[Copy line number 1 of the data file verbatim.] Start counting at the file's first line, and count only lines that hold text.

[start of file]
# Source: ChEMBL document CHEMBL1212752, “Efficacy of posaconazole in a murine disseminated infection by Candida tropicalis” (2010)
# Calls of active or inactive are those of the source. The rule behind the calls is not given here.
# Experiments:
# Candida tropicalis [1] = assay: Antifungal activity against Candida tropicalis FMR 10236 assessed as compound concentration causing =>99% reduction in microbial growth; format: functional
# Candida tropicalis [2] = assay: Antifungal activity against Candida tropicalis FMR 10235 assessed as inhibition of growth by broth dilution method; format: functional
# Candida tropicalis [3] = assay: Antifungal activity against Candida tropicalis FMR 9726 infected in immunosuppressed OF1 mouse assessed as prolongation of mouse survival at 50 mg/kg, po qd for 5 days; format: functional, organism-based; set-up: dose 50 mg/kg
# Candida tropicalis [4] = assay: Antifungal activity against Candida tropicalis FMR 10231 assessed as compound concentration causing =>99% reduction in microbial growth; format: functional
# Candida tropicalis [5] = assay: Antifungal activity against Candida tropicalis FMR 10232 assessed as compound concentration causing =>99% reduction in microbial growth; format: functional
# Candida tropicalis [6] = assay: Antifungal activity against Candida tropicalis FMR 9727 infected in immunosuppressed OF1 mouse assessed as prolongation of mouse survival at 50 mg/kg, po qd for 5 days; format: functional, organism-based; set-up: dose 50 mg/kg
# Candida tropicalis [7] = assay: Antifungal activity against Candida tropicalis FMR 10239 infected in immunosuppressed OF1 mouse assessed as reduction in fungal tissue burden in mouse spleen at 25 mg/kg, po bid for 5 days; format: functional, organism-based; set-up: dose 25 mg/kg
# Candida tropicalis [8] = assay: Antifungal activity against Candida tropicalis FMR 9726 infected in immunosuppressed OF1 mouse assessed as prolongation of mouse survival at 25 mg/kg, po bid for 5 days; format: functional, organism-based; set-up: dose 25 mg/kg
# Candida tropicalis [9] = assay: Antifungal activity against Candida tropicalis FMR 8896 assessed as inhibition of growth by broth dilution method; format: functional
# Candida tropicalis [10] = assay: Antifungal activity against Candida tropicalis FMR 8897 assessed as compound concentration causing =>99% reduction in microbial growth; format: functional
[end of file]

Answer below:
# Source: ChEMBL document CHEMBL1212752, “Efficacy of posaconazole in a murine disseminated infection by Candida tropicalis” (2010)